U.S. and China ratchet down rhetoric in trade disputes
Trade disputes rarely escalate as quickly and intensely as the current U.S.–China spat, which has resulted in tariff volleys and vehement rhetoric from each side. But recent statements from both countries suggest that tensions may now be falling.
What's next: Trump indicated on Tuesday that he would send Treasury Secretary Mnuchin to China next week. As both sides have softened their stances, the stage is set for the two sides to consider returning to the negotiating table.
After President Xi first met President Trump at Mar-a-Lago in April 2017, the Chinese thought they could handle Trump as they had his predecessors, and didn't take his trade-related threats — many of them issued on Twitter — seriously.
But as tariff threats were followed by counter-threats, the atmosphere turned increasingly somber in Beijing, especially because Trump’s objections extended beyond China’s trade surplus to Chinese industrial policies.
Trump’s escalations struck raw nerves in China, and the already-strident rhetoric emanating from Beijing reached a crescendo earlier this month, when the Chinese Ministry of Commerce spokesman declared that China was “prepared to pay any cost” to respond to the American threats.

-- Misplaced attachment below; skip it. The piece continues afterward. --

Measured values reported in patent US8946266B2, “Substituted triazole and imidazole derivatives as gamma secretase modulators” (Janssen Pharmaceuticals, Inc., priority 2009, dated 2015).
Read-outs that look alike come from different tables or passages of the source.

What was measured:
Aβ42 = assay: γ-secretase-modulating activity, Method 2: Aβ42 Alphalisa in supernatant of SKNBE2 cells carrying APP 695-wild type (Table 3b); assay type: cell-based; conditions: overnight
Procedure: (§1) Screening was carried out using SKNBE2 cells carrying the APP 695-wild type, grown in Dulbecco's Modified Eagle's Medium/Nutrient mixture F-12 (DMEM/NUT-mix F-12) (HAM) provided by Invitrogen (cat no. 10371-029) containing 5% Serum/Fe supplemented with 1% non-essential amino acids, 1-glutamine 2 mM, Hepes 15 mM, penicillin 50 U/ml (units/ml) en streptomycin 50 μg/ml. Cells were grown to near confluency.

It turned out, however, that staring into the precipice pushed leaders in both countries to look for solutions. On April 10, Xi announced that he would further open the Chinese economy by lowering tariffs on cars and other products and by strengthening foreign IP protections. The government lifted tariffs on cancer drugs two days later. President Trump got the signals, tweeting that he was “very thankful” for Xi’s statement and that “We will make great progress together.”
What to watch: Mnuchin will be accompanied next week by Trump's hardline trade representative Robert Lighthizer and adviser Peter Navarro. But even as tensions have started to ease, they're unlikely to be resolved in a single visit.
Dali L. Yang is the William C. Reavis Professor of Political Science at the University of Chicago and a senior fellow at the Chicago Council on Global Affairs